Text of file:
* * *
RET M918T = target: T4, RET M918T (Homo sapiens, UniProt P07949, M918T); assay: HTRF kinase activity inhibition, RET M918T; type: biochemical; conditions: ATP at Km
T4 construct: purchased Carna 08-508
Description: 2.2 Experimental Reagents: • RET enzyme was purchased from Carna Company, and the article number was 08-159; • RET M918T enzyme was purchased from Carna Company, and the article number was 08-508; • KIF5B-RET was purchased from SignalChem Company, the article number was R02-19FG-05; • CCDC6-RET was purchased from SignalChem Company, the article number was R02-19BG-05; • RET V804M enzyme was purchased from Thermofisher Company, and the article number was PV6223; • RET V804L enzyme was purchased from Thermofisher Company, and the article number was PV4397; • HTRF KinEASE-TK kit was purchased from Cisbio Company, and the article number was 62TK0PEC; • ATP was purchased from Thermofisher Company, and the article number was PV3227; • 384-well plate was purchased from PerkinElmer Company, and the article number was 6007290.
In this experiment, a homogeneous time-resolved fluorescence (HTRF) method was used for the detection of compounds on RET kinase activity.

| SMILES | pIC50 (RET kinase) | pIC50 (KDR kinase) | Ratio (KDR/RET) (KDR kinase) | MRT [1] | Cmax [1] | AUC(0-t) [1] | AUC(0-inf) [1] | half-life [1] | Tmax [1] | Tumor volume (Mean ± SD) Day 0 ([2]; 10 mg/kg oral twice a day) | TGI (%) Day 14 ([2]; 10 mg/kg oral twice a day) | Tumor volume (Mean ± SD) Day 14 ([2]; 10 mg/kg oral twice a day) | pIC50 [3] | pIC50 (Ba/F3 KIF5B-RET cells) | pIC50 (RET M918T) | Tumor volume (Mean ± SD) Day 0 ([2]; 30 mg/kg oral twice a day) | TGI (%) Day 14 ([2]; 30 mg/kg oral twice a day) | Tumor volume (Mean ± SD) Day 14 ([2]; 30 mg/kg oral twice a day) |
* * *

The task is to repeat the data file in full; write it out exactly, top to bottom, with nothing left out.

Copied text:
RET M918T = target: T4, RET M918T (Homo sapiens, UniProt P07949, M918T); assay: HTRF kinase activity inhibition, RET M918T; type: biochemical; conditions: ATP at Km
T4 construct: purchased Carna 08-508
Description: 2.2 Experimental Reagents: • RET enzyme was purchased from Carna Company, and the article number was 08-159; • RET M918T enzyme was purchased from Carna Company, and the article number was 08-508; • KIF5B-RET was purchased from SignalChem Company, the article number was R02-19FG-05; • CCDC6-RET was purchased from SignalChem Company, the article number was R02-19BG-05; • RET V804M enzyme was purchased from Thermofisher Company, and the article number was PV6223; • RET V804L enzyme was purchased from Thermofisher Company, and the article number was PV4397; • HTRF KinEASE-TK kit was purchased from Cisbio Company, and the article number was 62TK0PEC; • ATP was purchased from Thermofisher Company, and the article number was PV3227; • 384-well plate was purchased from PerkinElmer Company, and the article number was 6007290.
In this experiment, a homogeneous time-resolved fluorescence (HTRF) method was used for the detection of compounds on RET kinase activity.

| SMILES | pIC50 (RET kinase) | pIC50 (KDR kinase) | Ratio (KDR/RET) (KDR kinase) | MRT [1] | Cmax [1] | AUC(0-t) [1] | AUC(0-inf) [1] | half-life [1] | Tmax [1] | Tumor volume (Mean ± SD) Day 0 ([2]; 10 mg/kg oral twice a day) | TGI (%) Day 14 ([2]; 10 mg/kg oral twice a day) | Tumor volume (Mean ± SD) Day 14 ([2]; 10 mg/kg oral twice a day) | pIC50 [3] | pIC50 (Ba/F3 KIF5B-RET cells) | pIC50 (RET M918T) | Tumor volume (Mean ± SD) Day 0 ([2]; 30 mg/kg oral twice a day) | TGI (%) Day 14 ([2]; 30 mg/kg oral twice a day) | Tumor volume (Mean ± SD) Day 14 ([2]; 30 mg/kg oral twice a day) |